The State Department report did evaluate some scenarios where Canada’s oil sands would not be produced in their entirety based on a future low price for world oil.  If the price of world oil were to fall to between $65 and $75 per barrel, the higher cost of rail shipping compared to pipeline shipping could make some oil sands unprofitable. Or, if the price were to drop to below $65, then a larger amount of oil sands could be unprofitable to produce with or without the pipeline. However, these scenarios are not very likely particularly since the reason for any speculation in low oil prices is due to the boom in North American crude, of which oil sands is a part.[vi]

Barge Traffic Increases

It is not just rail that is benefiting from a lack of sufficient pipeline capacity to move oil. Oil moving on barges on the Mississippi River from the Midwest to the Gulf of Mexico has increased by a factor of 13 since 2010. According to federal data, almost five million barrels of oil a month is being shipped by barge from North Dakota’s Bakken Shale and from Canada’s oil sands. Barges also are moving oil around the Gulf and on the East and West coasts, providing links between pipelines and railroad terminals and refineries.[vii]

While barges carry less oil than railcars, are slower, and are more limited to routes, they are less expensive and can fill gaps easily in the logistics chain. An oil barge generally carries 30,000 barrels of oil — less than half the volume of a 100-car oil train.

Oceangoing barges also are moving oil. Waterborne shipments of Eagle Ford shale oil from the Port of Corpus Christi in Texas not only move along the Intracoastal Waterway to refineries on the Gulf Coast, but they also supply oil to New Jersey and Canada’s eastern coast. According to Clipper Data LLC, barge and tanker traffic from Gulf Coast ports to East Coast refineries in the United States and Canada increased by almost a factor of 10 last year. In December, the amount of oil shipped to the Atlantic Coast doubled from August, reaching 1.4 million barrels.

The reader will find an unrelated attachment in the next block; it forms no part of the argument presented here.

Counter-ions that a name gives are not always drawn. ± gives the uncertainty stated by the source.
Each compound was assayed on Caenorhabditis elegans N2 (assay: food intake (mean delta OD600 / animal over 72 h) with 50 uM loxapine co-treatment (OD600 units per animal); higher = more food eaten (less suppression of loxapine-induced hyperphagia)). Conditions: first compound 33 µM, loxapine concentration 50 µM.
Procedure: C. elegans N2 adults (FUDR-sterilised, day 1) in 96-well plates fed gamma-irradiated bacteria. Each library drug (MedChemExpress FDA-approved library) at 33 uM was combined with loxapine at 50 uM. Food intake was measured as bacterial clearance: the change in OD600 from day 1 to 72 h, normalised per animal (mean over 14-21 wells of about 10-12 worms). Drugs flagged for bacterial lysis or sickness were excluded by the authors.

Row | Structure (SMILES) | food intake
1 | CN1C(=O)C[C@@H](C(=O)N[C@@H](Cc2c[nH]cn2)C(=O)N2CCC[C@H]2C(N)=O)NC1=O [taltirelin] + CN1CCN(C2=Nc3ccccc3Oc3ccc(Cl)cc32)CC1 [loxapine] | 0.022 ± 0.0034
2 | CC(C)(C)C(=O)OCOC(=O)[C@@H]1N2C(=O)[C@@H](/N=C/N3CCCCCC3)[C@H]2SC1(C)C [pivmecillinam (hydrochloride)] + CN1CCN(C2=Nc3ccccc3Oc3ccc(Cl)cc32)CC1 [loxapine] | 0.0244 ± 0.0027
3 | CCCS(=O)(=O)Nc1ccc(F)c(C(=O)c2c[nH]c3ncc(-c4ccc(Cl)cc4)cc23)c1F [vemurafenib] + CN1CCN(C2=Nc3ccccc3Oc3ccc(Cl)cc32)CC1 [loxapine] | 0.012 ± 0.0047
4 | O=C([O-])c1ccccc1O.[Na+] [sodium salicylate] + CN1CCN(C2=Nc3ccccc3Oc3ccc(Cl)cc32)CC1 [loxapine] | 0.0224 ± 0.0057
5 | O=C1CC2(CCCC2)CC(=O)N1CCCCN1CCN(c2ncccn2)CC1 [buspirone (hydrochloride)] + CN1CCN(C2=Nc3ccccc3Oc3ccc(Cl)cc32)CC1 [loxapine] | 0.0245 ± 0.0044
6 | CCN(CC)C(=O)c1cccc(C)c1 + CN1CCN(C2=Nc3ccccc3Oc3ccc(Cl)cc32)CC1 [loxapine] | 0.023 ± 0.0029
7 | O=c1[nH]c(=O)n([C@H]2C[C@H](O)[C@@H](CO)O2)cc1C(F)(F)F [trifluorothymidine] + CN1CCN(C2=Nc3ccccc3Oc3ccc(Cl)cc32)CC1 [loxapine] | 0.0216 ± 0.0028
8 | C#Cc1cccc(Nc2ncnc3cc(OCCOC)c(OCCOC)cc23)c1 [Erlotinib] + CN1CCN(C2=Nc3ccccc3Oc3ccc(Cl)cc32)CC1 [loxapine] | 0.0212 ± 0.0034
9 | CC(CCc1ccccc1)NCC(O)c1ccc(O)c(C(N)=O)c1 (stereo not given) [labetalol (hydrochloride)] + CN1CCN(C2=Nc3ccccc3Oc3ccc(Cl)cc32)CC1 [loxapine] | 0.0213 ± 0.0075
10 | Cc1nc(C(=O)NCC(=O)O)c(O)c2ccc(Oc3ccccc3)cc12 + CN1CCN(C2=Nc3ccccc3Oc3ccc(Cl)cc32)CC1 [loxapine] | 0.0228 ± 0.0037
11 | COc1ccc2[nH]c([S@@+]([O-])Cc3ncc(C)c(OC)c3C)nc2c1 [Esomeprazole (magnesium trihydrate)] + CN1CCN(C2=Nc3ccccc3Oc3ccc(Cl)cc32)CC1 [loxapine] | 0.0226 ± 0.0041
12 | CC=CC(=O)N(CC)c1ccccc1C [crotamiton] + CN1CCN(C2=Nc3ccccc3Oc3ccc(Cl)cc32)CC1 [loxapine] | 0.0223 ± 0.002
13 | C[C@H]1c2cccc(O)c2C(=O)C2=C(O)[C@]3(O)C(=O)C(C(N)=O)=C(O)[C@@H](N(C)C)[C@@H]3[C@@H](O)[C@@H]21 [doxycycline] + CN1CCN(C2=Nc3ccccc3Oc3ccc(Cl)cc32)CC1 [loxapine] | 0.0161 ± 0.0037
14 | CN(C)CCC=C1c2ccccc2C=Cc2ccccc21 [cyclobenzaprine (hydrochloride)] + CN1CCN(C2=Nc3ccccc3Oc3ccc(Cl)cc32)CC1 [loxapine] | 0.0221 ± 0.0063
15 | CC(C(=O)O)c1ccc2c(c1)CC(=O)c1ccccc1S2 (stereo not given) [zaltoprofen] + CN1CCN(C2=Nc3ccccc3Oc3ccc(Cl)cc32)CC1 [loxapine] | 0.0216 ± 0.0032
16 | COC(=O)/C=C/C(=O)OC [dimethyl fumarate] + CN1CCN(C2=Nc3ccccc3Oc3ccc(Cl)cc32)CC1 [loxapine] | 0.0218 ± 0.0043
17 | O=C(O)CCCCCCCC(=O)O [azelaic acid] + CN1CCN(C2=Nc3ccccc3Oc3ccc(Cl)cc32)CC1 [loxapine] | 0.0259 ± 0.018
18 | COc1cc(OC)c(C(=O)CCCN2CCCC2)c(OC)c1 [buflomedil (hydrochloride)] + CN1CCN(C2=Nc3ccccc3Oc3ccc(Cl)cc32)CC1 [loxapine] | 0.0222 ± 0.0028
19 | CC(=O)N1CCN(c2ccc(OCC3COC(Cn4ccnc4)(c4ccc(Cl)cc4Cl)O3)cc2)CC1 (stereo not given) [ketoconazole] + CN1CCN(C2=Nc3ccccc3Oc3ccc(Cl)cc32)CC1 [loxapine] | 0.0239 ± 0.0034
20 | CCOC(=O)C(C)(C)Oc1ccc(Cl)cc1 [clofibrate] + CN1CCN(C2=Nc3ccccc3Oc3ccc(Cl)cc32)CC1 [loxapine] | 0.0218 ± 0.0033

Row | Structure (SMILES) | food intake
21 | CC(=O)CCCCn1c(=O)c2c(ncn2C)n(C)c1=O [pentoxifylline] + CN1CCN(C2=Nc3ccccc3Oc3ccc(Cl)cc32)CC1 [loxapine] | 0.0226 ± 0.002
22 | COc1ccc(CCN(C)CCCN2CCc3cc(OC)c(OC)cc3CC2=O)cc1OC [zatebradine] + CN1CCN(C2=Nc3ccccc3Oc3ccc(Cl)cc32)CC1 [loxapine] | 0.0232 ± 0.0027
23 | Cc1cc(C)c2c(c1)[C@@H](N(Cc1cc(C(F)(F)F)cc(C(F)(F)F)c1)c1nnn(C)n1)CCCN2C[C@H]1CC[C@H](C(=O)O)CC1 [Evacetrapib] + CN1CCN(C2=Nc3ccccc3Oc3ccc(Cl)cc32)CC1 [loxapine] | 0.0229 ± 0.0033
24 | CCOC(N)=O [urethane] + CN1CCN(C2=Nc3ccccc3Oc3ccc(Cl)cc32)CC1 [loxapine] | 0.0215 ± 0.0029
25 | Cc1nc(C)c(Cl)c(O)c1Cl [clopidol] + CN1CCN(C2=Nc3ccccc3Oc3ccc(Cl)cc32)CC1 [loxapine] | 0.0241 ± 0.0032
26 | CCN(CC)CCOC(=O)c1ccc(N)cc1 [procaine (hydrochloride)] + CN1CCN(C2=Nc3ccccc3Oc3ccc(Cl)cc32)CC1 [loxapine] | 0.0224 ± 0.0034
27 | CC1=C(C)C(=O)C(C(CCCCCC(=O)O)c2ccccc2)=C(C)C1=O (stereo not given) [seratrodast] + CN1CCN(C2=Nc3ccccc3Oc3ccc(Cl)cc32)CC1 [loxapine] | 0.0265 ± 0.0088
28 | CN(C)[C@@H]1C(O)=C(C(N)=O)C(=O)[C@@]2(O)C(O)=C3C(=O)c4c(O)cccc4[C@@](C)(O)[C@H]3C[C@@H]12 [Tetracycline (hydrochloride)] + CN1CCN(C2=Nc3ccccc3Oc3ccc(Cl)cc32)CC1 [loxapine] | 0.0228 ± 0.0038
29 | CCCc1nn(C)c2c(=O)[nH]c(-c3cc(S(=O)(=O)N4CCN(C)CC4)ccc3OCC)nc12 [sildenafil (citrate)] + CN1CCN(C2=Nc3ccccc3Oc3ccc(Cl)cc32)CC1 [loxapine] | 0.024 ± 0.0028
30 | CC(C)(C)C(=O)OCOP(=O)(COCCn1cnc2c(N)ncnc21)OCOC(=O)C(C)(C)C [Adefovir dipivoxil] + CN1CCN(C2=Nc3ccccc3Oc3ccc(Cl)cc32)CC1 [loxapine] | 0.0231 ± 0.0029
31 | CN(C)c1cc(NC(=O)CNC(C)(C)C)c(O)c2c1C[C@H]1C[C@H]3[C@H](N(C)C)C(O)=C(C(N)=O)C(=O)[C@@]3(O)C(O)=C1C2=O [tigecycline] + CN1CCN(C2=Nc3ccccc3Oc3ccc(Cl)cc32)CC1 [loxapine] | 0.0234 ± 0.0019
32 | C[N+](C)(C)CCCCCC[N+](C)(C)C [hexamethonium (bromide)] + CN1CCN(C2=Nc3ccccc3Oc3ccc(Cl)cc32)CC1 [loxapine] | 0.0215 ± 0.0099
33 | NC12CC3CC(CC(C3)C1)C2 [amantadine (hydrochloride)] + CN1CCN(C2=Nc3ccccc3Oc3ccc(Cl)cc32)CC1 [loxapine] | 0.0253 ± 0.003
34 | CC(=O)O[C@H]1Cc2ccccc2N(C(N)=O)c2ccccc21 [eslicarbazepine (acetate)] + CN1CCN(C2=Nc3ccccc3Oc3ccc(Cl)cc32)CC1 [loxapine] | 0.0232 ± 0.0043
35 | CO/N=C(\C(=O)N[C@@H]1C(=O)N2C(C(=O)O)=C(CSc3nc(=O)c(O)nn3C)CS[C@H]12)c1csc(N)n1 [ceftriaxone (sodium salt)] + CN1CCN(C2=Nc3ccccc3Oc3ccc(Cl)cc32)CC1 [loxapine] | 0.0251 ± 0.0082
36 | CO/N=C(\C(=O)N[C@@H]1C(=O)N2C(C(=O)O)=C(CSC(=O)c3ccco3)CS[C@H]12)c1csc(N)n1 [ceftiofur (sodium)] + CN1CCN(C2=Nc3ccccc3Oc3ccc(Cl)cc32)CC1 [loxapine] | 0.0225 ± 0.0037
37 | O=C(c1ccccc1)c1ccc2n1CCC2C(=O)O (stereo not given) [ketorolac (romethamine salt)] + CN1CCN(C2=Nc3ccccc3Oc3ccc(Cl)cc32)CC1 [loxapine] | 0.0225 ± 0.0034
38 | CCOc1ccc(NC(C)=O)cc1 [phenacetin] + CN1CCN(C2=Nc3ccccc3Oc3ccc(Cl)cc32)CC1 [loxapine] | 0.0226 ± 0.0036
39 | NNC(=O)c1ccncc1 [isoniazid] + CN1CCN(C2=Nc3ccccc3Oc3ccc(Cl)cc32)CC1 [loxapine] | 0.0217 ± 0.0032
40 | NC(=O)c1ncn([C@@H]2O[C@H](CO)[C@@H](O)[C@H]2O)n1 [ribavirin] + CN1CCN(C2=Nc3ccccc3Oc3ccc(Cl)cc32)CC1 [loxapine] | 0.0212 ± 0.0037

Increased traffic is adding to the profits of barge operators. For example, Houston-based Kirby Corporation, which is the biggest operator by fleet size, reported a record profit of $64.3 million for the fourth quarter based on revenue of $568.4 million. This year, Kirby is adding 37 inland barges to its fleet and one that can travel on the open sea at a cost of $90 million.


Source: Wall Street Journal


The State Department is finding the Keystone pipeline as a favorable asset in its latest environmental impact statement, which should pave the way for the President to find Keystone in the national interest by this summer. But, President Obama says “not so fast” as comments from the public and other federal agencies are the next steps in the process that has now taken 5 and a half years. But, as we all know, oil sands will be moved regardless of the decision, whether to the United States or Asia, whether by pipeline, rail, barge or tanker. Americans should want and expect the decision to be the safest and cheapest means possible.

[i] National Journal, White House to Keystone Advocates: Not So Fast, January 31, 2014,

[ii][ii] U.S. Department of State, Final Supplemental Environmental Impact Statement,

[iv] Reuters, Without Keystone, oil trains may cause six deaths per year: U.S. State Department report, February 2, 2014,

[v] Washington Post, Five takeaways from State Department’s review of the Keystone XL pipeline, January 31, 2014,

[vi] Council on Foreign Relations, The Most Important Part of the Keystone Environmental Impact Statement, February 1, 2014,